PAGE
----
Friday, July 9, 2010

Sylvie Vartan - Twist et Chante (1963) + EP 1962 France


Although actor/pop singer Sylvie Vartan is Bulgarian, she would eventually receive recognition from the French, usually singing entirely in the language of her adopted homeland.





 Born August 15, 1944, in Iskretz, Bulgaria, Vartan showed great talent for both acting and singing at an early age, resulting in an appearance in the Bulgarian film Under the Yoke in 1950. Two years later (while only ten years old), Vartan and her family relocated to France. 1961 would prove to be an important year for Vartan's career, as she entered a recording studio for the first time, picked up some TV work, and appeared at the famed Olympia Theater. The early '60s saw the release of a steady stream of singles, EPs, and albums (such as 1962's Sylvie), in addition to further appearances in European movies -- including A Moonlight in Maubeuge and Just for Fun.
Other impressive accomplishments for Vartan in the early '60s included recording a pair of songs ("If I Sing" and "Most Beautiful to Go to Dance") with famed country artists Chet Atkins and Ray Stevens, and playing on the same bill as the Beatles at the Olympia in January of 1964. During the mid-'60s, Vartan concentrated on making inroads to the American music market, as she appeared on such TV shows as The Ed Sullivan ShowHullaballooh, and Shindig, while one of her best singles, "2'35 de Bonheur," hit the charts in early 1967. Subsequently, Vartan kept on issuing albums and touring at a steady rate right up to the 21st century, as 2001 saw the release of the 14-track career overview L'Essential. ~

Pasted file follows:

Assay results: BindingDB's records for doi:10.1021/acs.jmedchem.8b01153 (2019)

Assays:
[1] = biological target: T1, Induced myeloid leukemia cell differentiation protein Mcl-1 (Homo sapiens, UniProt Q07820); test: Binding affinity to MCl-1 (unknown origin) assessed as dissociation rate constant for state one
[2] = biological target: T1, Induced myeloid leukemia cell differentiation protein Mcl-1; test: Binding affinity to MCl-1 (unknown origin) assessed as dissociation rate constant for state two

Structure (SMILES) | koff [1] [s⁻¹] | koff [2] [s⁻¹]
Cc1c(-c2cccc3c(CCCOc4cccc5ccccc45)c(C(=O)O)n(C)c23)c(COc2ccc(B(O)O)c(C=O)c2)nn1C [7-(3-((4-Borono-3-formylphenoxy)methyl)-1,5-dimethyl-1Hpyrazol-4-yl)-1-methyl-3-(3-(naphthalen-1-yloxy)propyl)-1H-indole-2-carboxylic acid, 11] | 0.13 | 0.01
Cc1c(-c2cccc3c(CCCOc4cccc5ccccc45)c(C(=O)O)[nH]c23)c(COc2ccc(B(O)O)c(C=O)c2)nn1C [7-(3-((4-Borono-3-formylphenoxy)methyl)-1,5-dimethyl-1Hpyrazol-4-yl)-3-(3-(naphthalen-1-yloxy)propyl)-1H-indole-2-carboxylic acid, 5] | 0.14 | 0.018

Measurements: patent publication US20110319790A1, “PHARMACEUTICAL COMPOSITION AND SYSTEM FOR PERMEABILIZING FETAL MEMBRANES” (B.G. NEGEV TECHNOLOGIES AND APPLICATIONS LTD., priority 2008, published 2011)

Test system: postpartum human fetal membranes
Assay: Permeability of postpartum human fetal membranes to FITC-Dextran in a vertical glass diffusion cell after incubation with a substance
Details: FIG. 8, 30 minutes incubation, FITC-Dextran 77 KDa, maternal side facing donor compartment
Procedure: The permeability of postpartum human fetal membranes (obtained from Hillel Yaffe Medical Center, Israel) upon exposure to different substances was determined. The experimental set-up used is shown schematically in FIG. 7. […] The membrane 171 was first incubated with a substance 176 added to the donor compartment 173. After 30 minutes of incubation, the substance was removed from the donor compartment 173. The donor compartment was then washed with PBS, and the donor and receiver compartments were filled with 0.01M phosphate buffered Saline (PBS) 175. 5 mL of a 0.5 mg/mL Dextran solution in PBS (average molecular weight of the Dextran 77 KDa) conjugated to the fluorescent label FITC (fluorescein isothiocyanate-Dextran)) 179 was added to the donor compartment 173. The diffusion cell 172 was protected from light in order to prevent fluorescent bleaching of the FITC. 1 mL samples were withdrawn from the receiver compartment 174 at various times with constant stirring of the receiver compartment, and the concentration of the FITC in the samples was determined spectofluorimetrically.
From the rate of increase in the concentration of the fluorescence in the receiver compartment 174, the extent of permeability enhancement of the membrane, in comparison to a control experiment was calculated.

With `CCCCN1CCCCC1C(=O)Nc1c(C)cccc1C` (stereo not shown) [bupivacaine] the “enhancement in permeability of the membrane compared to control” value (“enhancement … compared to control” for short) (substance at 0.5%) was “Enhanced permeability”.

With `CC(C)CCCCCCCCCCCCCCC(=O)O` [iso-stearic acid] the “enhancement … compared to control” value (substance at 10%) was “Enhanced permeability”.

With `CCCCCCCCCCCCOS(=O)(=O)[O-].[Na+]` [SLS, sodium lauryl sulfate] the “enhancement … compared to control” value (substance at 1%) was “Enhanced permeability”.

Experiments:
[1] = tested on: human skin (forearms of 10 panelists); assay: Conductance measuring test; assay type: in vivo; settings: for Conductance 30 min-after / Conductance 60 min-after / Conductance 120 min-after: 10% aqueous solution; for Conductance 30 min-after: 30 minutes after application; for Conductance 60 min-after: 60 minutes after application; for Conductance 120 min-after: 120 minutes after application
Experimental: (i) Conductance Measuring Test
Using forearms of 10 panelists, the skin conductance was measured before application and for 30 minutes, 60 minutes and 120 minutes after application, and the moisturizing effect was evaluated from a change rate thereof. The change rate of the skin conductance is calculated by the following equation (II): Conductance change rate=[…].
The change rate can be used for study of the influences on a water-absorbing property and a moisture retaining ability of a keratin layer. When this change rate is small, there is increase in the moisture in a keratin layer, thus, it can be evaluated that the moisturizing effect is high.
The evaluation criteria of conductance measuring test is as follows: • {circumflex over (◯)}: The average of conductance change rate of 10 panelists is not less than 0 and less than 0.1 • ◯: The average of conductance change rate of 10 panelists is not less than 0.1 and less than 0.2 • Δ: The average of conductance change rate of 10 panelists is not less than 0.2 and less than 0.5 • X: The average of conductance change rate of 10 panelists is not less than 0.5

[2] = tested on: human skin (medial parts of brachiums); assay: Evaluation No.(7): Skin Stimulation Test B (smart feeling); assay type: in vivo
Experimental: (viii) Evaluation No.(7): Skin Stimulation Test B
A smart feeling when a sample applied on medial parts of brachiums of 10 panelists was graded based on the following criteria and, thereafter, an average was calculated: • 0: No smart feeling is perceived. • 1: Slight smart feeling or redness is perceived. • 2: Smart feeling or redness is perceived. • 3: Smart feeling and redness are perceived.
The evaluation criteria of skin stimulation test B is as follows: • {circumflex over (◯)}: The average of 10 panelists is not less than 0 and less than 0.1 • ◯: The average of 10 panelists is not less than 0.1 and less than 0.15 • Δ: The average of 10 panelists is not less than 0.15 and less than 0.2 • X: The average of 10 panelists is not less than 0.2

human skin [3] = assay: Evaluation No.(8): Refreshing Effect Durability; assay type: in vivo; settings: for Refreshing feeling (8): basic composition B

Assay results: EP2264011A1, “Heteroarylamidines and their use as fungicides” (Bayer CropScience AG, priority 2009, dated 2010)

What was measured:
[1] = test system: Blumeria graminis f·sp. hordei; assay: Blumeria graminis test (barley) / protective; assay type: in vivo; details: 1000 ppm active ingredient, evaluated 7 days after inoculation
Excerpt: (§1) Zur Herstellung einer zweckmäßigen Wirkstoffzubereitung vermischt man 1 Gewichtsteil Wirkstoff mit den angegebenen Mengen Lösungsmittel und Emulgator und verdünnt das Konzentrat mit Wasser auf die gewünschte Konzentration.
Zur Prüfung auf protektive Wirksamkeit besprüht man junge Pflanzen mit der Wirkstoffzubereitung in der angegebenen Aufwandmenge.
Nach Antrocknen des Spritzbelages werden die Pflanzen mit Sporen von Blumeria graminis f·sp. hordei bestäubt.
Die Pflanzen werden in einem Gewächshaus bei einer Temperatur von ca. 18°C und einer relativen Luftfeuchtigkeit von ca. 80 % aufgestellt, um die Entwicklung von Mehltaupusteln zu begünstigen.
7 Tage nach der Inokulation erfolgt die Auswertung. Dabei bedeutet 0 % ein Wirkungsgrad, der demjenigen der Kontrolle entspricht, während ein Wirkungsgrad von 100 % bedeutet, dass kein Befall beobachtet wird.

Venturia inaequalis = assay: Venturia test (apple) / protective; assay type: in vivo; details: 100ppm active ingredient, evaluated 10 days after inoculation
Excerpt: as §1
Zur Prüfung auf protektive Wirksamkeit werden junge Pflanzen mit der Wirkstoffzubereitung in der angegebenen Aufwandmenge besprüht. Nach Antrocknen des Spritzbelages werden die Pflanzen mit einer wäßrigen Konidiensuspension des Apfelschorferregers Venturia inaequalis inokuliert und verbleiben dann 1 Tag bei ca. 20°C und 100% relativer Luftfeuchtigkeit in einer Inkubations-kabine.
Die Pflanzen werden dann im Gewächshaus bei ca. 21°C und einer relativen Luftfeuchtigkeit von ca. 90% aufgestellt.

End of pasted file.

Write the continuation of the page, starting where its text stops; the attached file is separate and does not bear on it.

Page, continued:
by Greg Prato 

01 - Twiste et chante
02 - Les clous d'or
03 - Avec moi
04 - Ne t'en vas pas
05 - I'm watching you
06 - En ecoutant la pluie
07 - Comme tu es fou
08 - Deux enfants
09 - Il faut choisir
10 - Il revient
11 - Je ne vois que toi
12 - Mon ami

Vartan's second album was hardly an original statement, comprised mostly of French-language covers of then-recent American rock & roll songs like "Twist and Shout," Del Shannon's "So Long Baby," the Cascades' "Rhythm of the Rain," Rick Nelson's "It's Up to You," Gene Vincent's "Say Mama," and compositions by Paul Anka and Gerry Goffin-Carole King. Still, it's a fun relic of early-'60s French fluff, with kitschy early-'60s pseudo-rockin' backing (complete with dated choral backup vocals) and Vartan's spirited girlish singing. A couple of French-written songs, "Les Clous d'Or" and "Deux Enfants," depart from that strategy, and offer fine tuneful orchestrated sentimental period French girl pop in the style of recordings of the era by France Gall and Françoise Hardy (though Hardy's efforts in this mode weren't as lightweight). One number, "(I'm Watching) Every Little Move You Make," is sung in English, and here Vartan actually seems to reach down for a little more guts and fire than usual. Originally issued by RCA in France in 1963, it came out on CD on BMG Japan in the 1990s, though note that the sound quality on the CD suffers in a couple of passages that sound as if it's suddenly passing through damaged tape heads that muffle the clarity. ~ by Richie Unterberger

Sylvie Vartan - Moi je pense encore à toi (1962)



from  McLuhan's Garden blog
(THANKS)




1. Sylvie Vartan - Moi Je Pense Encore A Toi (2:13)
2. Sylvie Vartan - Dansons (2:03)
3. Sylvie Vartan - M'amuser (2:23)
4. Sylvie Vartan - Tous Mes Copains (2:36)



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